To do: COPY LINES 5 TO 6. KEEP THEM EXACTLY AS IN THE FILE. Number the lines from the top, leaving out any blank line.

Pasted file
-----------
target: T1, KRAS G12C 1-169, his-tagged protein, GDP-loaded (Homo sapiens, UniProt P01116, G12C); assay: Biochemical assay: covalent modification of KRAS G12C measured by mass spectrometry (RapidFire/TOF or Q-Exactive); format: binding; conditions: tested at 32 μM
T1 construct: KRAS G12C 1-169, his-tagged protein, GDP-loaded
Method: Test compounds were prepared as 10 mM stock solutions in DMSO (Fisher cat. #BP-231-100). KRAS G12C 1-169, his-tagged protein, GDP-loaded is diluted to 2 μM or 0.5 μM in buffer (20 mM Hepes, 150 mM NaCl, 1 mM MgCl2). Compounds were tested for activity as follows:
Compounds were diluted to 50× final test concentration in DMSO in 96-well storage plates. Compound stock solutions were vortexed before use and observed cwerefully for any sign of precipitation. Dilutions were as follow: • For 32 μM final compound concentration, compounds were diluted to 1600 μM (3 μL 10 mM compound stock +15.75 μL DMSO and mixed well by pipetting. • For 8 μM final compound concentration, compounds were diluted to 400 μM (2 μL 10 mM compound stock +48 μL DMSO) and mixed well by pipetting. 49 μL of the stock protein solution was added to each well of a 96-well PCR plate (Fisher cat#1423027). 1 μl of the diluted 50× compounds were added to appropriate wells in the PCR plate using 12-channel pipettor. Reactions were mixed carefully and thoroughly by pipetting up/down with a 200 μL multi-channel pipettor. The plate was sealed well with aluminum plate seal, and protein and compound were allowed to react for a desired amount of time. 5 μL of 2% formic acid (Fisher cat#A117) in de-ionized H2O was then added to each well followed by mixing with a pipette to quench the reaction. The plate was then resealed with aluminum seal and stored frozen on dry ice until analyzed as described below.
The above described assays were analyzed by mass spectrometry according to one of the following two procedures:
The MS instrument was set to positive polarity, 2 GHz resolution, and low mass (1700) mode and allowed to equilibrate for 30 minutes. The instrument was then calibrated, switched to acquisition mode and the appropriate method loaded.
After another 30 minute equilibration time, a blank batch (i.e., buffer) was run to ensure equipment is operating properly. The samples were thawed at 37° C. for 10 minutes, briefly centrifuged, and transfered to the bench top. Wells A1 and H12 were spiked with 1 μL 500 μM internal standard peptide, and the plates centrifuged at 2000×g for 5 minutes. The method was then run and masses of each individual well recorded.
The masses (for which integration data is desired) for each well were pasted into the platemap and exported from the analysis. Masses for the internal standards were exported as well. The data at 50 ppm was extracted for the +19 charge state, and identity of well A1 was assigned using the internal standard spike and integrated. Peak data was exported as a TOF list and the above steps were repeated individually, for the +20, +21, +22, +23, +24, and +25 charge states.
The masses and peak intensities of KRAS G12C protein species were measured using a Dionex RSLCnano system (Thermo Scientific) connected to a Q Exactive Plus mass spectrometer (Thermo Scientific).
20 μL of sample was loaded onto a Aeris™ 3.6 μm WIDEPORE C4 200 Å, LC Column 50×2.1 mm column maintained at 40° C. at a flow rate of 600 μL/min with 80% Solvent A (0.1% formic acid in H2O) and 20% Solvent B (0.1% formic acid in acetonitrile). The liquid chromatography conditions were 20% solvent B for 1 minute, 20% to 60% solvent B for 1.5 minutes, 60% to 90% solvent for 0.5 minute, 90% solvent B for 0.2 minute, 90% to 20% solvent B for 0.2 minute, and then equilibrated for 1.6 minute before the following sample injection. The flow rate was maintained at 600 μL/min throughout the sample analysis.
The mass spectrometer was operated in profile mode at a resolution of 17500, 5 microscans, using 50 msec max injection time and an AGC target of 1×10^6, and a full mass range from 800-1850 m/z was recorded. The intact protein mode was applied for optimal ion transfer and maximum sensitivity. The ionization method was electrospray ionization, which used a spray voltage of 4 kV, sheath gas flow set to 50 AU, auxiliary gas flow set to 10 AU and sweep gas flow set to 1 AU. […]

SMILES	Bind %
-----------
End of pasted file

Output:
The above described assays were analyzed by mass spectrometry according to one of the following two procedures:
The MS instrument was set to positive polarity, 2 GHz resolution, and low mass (1700) mode and allowed to equilibrate for 30 minutes. The instrument was then calibrated, switched to acquisition mode and the appropriate method loaded.